Continuing my one-man crusade to end the use of customer satisfaction as a metric in corporations, I want to bring attention today to one more problem: The Gap.
What gap you ask? Well, the gap that exists between customer satisfaction and customer churn – that gap.
There are two KPI (key performance indicators) for organizations dealing with customers. One is customer satisfaction (are you satisfied, did we meet your expectations, etc.). The other is customer churn – or the rate at which customers leave you and go to the competition. Customer churn is trickier to measure (after all, a customer could have no need for your product or service, or they could be passive users and not interact for quite some time) but it is measured usually as a percentage of closed accounts.
As the logic goes, an increase in customer satisfaction should mean a decrease in customer churn – and the other way around should be also true. After all, a satisfied customer is not likely to leave – right?
Well, this is the part where customer satisfaction (the metric) does not reflect reality. According to lots and lots of recent research – although customers say that customer service is their number one reason for changing providers, further analysis details that price is a more important driver than satisfaction. Actually, satisfaction comes up between fifth and tenth in the different studies. I wrote a blog about this not too long ago, you can read it here. If you insist in using customer satisfaction as a metric, fine – but please do it together with customer churn and… mind the gap.
Let’s look at an example. Let’s say your customer satisfaction is 80%, and your customer churn is 30% (that means you loose 30% of your customer base every year). That leaves a ratio of 10 – 80% satisfaction, 70% of “satisfied” customers per the churn metric – deduct satisfaction from churn and you get the ratio.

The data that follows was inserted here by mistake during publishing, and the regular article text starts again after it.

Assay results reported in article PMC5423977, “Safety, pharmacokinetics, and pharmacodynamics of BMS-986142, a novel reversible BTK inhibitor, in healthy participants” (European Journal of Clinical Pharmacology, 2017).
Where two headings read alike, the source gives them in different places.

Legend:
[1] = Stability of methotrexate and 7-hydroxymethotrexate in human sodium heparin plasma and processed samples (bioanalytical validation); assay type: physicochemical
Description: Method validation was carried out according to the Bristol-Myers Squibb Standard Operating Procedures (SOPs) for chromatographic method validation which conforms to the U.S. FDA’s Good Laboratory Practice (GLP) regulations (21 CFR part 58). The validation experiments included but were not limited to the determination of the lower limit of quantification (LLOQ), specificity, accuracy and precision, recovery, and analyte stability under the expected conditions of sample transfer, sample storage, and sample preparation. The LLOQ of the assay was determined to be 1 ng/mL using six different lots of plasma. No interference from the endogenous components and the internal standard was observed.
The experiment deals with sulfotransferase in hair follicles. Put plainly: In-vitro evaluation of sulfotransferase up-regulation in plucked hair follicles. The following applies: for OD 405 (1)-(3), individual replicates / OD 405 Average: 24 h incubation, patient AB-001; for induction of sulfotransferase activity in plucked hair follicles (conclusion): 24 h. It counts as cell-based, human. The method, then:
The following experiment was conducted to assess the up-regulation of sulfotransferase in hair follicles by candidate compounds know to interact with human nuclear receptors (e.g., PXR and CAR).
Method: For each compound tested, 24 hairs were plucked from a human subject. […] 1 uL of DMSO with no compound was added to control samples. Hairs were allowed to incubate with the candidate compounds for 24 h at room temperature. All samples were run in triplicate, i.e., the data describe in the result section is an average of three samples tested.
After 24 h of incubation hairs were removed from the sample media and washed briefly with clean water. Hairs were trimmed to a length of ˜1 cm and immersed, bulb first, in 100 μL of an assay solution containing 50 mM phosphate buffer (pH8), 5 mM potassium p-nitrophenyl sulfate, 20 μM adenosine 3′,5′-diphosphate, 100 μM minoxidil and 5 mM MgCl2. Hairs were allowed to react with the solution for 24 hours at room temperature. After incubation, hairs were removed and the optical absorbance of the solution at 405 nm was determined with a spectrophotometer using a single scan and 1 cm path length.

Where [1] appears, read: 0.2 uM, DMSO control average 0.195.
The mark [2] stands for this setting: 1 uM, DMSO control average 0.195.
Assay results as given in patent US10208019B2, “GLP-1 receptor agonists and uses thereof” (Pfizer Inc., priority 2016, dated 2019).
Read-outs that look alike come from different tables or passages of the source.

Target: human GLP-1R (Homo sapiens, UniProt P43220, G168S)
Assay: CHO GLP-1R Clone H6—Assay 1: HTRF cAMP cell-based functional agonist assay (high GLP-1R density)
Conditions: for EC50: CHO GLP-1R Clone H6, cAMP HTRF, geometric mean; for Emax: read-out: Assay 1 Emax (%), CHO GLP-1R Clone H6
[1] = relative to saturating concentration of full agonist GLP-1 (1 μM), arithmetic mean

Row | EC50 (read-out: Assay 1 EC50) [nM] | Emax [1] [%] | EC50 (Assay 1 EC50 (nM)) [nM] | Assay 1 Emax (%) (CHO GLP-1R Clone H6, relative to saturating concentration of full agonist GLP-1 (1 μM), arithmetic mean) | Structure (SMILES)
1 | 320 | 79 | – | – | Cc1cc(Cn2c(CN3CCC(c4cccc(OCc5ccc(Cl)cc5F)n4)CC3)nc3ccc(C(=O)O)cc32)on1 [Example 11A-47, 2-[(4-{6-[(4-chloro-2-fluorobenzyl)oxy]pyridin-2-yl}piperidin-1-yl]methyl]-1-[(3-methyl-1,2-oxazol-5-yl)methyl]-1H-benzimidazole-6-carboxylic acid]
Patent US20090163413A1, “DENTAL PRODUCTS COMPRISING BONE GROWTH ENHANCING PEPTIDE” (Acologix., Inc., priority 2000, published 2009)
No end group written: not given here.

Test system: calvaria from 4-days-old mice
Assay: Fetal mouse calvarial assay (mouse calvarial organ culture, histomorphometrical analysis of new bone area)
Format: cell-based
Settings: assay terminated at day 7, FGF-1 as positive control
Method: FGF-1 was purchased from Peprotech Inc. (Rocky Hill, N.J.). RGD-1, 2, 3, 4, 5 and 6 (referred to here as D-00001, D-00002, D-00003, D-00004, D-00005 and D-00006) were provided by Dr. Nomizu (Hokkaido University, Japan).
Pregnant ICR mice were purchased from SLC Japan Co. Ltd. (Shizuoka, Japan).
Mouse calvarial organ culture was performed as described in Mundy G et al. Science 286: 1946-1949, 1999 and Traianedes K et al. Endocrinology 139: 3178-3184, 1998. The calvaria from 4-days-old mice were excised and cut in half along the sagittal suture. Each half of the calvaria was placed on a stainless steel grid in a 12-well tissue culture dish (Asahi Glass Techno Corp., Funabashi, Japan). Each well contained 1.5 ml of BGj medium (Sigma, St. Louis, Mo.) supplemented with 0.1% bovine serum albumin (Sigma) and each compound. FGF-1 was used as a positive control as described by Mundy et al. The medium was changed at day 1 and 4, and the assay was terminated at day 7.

if you have a negative ratio it means your churn is greater than your dissatisfied customers and there are more people leaving you that telling you they are not happy. Implement better feedback management tools, ensure that all complaints are handled effectively, and advertise (heavily) your commitment to customer care and to make customers happy. Look at your prices, products, features and functions and make sure they are aligned with your competitors. Advertise that as well. Find out, via surveys, why customers left recently and use that to improve your processes, offerings and services. If you are honest and good about it, you shall see more customers trusting you to solve their issues and wanting to stay – thus decreasing your churn and turning the ratio positive.
If you have a positive ratio it means either you are doing things well, or you are not measuring properly. The larger the ratio, the more likely one of your metrics is not accurate. Ideally your churn and your dissatisfied number will be the same — but very unlikely. You want them to be within one or two points to account for all errors in computing and measuring. So if you have a large positive ratio either your customer satisfaction metric is too high, or your customer churn too low. You should revise the metrics, what they measure, how the data is captured and the methodology behind each. You are more likely to find problems measuring customer churn than satisfaction – but both are possible. Fix your measuring problems and then try again.
What do you think? Interesting enough to try? Let me know whaty you think… and please, mind the gap – would you.